Fig. 2

Combined TPM and angiographic OCT image of a mouse ear cancer model. Normal and tumor sections are shown in (a–c) and (d–f), respectively. In each section, cross-sectional OCT intensity image (a, d), OCT angiographic image (b, e), and TPM images (c, f) are shown. (Video 2, MOV, 2.15 MB [URL: http://dx.doi.org/10.1117/1.JBO.18.8.080502.2]; Video 3, MOV, 3.18 MB [URL: http://dx.doi.org/10.1117/1.JBO.18.8.080502.3]). Brackets, stars, and arrow heads in (a) and (d) indicate whole thickness of the mouse ear, cartilage inside the mouse ear, and top surface of the mouse holder respectively. E and D in (c) indicated the epithelium and dermis respectively.

JBO_18_8_080502_f002.png

In the tumor section, the ear appeared thicker due to cancer cell mass in the cross-sectional image (d). Since the cartilage layer appeared close to the bottom surface, the cancer cells seemed to be located in the upper side of ear. OCT angiographic image showed that large blood vessels were mainly distributed in the periphery of the image, and this might be due to the cancer cell injection (e). TPM image in the tumor section shows some cells in the dermis, which might be injected cancer cells (f).

4.

Discussion

To our knowledge, this is the first demonstration of visualizing both cancer cells distribution and surrounding vasculature within tissues in vivo based on different contrast mechanisms. Combined TPM and angiographic OCT could be useful for visualization of tumor microenvironment. OCT could be used to screen tumor sections rapidly and to identify regions of interest, and then TPM could be used to do high-resolution cellular, molecular imaging at those regions. Various in vivo studies can be performed by using the combined TPM and angiographic OCT, and examples are in vivo studies of tumor or immune response.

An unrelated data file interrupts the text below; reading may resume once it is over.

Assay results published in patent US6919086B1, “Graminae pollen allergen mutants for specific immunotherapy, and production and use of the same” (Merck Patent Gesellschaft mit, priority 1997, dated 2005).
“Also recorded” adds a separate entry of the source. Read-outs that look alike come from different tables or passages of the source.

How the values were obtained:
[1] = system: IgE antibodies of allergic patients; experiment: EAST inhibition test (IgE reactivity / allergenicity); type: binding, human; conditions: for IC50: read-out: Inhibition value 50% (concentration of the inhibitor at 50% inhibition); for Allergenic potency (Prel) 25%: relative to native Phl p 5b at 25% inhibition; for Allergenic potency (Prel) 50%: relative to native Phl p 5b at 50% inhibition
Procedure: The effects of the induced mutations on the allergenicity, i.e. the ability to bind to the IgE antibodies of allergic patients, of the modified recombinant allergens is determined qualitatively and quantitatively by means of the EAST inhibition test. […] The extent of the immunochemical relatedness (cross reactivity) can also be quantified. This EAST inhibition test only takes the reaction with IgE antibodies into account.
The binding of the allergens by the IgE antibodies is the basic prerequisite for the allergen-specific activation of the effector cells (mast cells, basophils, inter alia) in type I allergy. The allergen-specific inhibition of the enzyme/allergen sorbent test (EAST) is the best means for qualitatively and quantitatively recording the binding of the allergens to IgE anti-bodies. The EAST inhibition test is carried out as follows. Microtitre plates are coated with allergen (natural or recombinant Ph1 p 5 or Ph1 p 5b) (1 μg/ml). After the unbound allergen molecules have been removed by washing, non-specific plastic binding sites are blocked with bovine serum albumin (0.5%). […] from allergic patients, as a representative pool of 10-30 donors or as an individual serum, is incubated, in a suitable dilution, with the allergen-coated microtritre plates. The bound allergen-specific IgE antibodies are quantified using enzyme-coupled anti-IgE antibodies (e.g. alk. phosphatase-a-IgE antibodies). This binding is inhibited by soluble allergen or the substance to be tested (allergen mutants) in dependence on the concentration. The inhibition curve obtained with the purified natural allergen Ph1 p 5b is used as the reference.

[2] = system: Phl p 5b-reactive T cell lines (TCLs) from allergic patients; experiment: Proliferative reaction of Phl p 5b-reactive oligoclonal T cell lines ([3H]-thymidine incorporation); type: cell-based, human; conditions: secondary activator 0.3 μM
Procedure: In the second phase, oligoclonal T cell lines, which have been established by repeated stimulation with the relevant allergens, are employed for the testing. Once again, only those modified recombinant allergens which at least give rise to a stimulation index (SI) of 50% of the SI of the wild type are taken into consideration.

Acknowledgments

This research was supported by the National Research Foundation of Korea (NRF) grant funded by the Korea government (MSIP) (Nos. 2010-0014874, 2010-0028014, and 2011-0030075) and World Class University (WCU) Program (No. R31-2008-000-10105-0 or R31-10105) funded by the Ministry of Education, Science and Technology and the Bio and Medical Technology Development Program (No. 2011-0019619), Industrial Strategic Technology Development Program (No. 10040121). National R&D Program for Cancer Control (grant no. 1320220) by National Cancer Center Korea.

References

1. 

W. DenkJ. H. StricklerW. W. Webb, “Two-photon laser scanning fluorescence microscopy,” Science 248(4951), 73–76 (1990).SCIEAS0036-8075http://dx.doi.org/10.1126/science.2321027Google Scholar

2. 

D. Huanget al., “Optical coherence tomography,” Science 254(5035), 1178–1181 (1991).SCIEAS0036-8075http://dx.doi.org/10.1126/science.1957169Google Scholar

3. 

G. LiuZ. Chen, “Fiber-based combined optical coherence and multiphoton endomicroscopy,” J. Biomed. Opt. 16(3), 036010 (2011).JBOPFO1083-3668http://dx.doi.org/10.1117/1.3555180Google Scholar

4. 

J. Xiet al., “Integrated multimodal endomicroscopy platform for simultaneous en face optical coherence and two-photon fluorescence imaging,” Opt. Lett. 37(3), 362–364 (2012).OPLEDP0146-9592http://dx.doi.org/10.1364/OL.37.000362Google Scholar

5.